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History and Roster of Maryland Volunteers, War of 1861-6, Volume 1
Volume 367, Preface 7   View pdf image (33K)
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. . . PREFACE. . .

THE matter of the publication of the records of Maryland troops,
who fought for the preservation of the Federal Union during the
great Civil War from 1861 to 1865, was inaugurated by the sur-
vivors of that war, through their representative organization, the
Grand Army of the Republic, Department of Maryland. The
survivors of the Civil War and their descendants in the State of
Maryland had, for years, hoped that the example set by the other
States of the Union, in the compilation and publication of the records of their heroic
sons, would have been an incentive to the people of our State to dp likewise, as the
record of the gallantry of a part of our people would be the common heritage of all.

Over three decades had passed—in fact, a third of a century had rolled on since the
close of the greatest civil war history has recorded, and the archives of the State failed
to show the muster rolls of her sons, or even a brief record of their splendid achieve-

The1 survivors and their descendants believed that if anything was to be done in the
premises, it should be done at once; moreover, the times were propitious, much of the
bitterness and prejudice engendered by the Civil War had passed away, and only its
glories and substantial benefits remained.

The Committee on Legislation of the Department of Maryland, Grand Army of the
Republic, for the year 1895, had, through the courtesy of Governor Frank Brown and
Adjutant-General Douglas, carefully examined such of the muster rolls as were on file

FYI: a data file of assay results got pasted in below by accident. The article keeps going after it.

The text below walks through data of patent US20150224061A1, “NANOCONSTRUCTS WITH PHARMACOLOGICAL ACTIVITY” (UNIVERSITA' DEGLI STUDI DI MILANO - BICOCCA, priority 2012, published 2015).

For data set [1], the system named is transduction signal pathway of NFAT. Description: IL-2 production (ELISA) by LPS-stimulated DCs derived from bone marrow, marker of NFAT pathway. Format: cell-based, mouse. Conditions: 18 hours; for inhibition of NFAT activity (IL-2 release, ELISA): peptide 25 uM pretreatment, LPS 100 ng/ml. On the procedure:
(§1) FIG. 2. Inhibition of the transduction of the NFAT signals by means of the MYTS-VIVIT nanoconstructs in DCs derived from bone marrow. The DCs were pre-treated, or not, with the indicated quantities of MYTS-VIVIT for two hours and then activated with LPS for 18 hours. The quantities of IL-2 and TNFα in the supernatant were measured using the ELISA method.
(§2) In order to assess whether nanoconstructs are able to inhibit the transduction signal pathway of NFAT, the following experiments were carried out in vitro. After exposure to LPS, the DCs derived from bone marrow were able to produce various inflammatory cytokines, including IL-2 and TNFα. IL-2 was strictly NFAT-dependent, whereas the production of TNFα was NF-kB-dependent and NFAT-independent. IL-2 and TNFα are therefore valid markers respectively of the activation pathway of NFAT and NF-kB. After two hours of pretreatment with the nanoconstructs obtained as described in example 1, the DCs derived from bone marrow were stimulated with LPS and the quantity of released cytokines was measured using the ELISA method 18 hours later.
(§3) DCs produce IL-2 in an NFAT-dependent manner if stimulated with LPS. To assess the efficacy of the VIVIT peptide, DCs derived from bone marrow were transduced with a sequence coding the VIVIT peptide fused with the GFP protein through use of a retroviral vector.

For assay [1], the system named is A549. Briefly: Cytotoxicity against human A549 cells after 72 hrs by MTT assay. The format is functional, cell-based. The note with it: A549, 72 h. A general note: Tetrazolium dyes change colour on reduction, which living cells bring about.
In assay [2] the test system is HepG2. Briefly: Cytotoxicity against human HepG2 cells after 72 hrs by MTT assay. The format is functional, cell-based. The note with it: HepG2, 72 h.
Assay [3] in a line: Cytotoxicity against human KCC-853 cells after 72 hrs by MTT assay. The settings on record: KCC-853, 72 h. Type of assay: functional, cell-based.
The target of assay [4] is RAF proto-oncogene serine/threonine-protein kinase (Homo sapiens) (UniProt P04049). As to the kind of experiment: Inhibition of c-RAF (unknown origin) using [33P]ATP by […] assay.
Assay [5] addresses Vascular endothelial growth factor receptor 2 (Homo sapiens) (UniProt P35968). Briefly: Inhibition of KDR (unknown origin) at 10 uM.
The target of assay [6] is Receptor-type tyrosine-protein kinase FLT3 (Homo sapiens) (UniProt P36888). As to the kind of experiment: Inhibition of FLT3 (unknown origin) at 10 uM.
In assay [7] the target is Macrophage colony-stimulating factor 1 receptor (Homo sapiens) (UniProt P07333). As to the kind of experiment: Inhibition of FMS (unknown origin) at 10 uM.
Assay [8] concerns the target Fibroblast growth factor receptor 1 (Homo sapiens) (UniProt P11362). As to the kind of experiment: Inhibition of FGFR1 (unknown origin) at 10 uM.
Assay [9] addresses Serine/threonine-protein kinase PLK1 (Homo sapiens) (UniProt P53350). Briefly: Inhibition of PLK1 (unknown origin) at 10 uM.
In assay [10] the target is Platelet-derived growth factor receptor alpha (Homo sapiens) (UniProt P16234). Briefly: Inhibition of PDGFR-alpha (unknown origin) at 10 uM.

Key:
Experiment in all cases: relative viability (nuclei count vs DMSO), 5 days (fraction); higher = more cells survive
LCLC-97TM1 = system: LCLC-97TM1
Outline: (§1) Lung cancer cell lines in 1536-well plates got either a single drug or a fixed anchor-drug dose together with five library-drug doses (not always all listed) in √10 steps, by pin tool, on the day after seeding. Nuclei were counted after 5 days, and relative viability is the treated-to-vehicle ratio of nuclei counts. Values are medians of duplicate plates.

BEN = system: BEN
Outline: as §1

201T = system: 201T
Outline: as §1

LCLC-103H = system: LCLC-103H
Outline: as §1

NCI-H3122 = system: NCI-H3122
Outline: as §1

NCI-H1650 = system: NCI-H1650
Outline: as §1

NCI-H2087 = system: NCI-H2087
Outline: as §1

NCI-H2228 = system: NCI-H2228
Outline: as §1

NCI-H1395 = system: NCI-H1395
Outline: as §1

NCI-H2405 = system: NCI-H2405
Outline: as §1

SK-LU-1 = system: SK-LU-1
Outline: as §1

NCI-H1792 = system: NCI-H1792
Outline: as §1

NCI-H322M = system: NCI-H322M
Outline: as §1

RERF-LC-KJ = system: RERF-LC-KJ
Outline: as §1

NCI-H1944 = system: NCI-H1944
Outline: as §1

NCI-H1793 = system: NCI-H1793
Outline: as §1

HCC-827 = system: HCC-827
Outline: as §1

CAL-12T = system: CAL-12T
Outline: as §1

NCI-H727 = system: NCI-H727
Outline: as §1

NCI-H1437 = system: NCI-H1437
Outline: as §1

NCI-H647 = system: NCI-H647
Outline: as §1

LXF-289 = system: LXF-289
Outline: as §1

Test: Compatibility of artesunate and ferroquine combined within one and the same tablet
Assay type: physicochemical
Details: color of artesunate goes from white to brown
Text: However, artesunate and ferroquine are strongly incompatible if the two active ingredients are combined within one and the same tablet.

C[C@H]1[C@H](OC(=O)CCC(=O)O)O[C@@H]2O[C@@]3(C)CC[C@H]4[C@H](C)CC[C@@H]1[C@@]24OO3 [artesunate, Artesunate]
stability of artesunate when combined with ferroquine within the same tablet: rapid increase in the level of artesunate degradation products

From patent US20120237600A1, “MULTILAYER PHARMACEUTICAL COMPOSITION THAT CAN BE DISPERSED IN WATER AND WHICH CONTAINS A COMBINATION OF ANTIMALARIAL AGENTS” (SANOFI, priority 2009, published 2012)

in the office of the Adjutant-General of Maryland, and the members of the committee
were surprised at the incompleteness and paucity thereof. Not a single regiment or
battery was complete, and, in some cases, the muster rolls of entire regiments were miss-
ing. Consultations were had, whenever practicable, with the survivors of the different
regiments, batteries and companies of the commands accredited to the State of Mary-
land, and estimates were obtained from the War Department to cover missing data. A
bill was then drafted by the committee, and petition and exhibits were prepared. The
good offices of Governor Lowndes were asked for, and, upon the assembling of the new
Legislature for Maryland in January, 1896, the committee of the Grand Army of the
Republic appeared before committees of the Senate and House of Delegates of Mary-
land and urged action.

The matter was deemed non-partisan and patriotic, and prompt action was urged by
a number of distinguished Representatives in both Houses of the General Assembly,
especially by Colonel John R. Rouzer, of the House of Delegates, from Frederick County,
himself a gallant Union soldier of fine record,


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History and Roster of Maryland Volunteers, War of 1861-6, Volume 1
Volume 367, Preface 7   View pdf image (33K)
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